The Sandles Family

Maggie was diagnosed with deafness at eight months of age, after many months of her mother, Bronwyn, telling medical professionals that she believed Maggie was deaf.

Maggie is eighteen years old and finished high school in 2020. She loves sport and spending time with her friends. Maggie was diagnosed with deafness at eight months of age, after many months of her mother, Bronwyn, telling medical professionals that she believed Maggie was deaf. Maggie was then fitted with a cochlear implant at twelve months and, at six years old, she needed her first pair of glasses. However, it wasn’t until an optometrist referred Maggie to a specialist at fourteen years old, that she was diagnosed with Usher Syndrome.

Bronwyn described both the diagnosis process and medical support to be inadequate and frustrating. From the specialist who diagnosed Maggie without warning or support, to subsequent appointments with medical professionals, the family felt unsupported and uninformed. They were not told the impact the diagnosis may have on Maggie, with most of Bronwyn’s information about Usher Syndrome coming from the internet. The lack of integration between different medical professionals and services was also challenging to navigate.

“Always do your own research and you have to become the expert if you’re going be the best advocate”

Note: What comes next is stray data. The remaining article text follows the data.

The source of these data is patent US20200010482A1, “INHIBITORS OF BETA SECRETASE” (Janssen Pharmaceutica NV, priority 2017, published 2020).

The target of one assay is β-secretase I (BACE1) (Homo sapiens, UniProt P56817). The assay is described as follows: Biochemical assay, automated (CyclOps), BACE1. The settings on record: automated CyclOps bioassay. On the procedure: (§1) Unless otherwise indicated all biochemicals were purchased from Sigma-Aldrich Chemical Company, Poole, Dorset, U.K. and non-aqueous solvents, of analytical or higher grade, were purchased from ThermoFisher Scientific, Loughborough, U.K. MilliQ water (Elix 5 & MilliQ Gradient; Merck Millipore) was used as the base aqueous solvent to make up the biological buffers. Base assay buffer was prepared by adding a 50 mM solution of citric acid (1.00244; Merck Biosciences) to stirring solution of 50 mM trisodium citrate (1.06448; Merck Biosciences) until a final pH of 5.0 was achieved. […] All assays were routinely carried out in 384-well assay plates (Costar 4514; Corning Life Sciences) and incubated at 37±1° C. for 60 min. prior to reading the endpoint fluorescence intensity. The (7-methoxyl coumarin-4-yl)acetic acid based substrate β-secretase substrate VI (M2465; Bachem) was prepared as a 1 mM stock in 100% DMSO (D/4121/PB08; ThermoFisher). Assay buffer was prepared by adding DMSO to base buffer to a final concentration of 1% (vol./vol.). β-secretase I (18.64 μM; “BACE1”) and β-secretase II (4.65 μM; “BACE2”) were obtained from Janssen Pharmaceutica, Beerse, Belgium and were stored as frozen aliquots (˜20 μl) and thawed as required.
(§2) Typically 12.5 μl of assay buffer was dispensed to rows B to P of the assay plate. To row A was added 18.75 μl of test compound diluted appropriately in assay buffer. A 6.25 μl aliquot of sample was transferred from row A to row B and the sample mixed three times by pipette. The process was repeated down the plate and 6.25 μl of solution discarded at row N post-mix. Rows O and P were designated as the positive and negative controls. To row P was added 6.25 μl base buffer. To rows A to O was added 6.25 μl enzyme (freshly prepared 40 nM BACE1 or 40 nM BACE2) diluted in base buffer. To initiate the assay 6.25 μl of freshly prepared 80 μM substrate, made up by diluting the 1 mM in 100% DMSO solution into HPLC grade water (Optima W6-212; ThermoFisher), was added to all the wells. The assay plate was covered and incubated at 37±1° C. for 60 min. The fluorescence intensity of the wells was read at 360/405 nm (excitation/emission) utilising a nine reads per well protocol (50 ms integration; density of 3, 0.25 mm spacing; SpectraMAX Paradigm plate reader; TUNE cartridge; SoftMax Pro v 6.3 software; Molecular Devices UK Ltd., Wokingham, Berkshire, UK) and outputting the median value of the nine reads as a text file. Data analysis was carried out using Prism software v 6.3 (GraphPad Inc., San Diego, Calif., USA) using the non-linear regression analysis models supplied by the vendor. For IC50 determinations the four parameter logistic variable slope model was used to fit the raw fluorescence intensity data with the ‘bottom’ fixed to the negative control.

Maggie said it took quite a while to come to terms with her diagnosis, and that she is unsure if she is yet to fully accepted it. From a young age, Maggie has found participating in sports to provide her with many opportunities, including making social connections. She is even trialling for the Paralympics in rowing and triathlon. Bronwyn agrees, saying sport has been an unexpectant positive and is the most organised of all activities aimed at children with deafness.

Bronwyn said she made a conscious effort to not treat Maggie any differently from her two siblings. They focussed on providing Maggie with many opportunities, from small things like travelling around the state and visiting the family farm with her extended family, to flying to Perth for a conference which allowed Maggie to meet others with Usher Syndrome. Maggie believes these experiences had a positive impact on her self-belief and assisted in the development on her language when she was younger.

Bronwyn recommends that all parents to do their own research and educate themselves on Usher Syndrome. She believes knowledge will greatly help parents be the best advocates for their children and ensure the kids get all the resources they need to succeed. Maggie encourages other kids and teens to be open and honest about what you need, saying ‘make it easier on yourself and ask for help’.

“They need to grab hold of something that they can excel in and direct them into a way that has social opportunities for them.”

“The kids need to have something that’s really positive in their lives so they need to have some outlet.”

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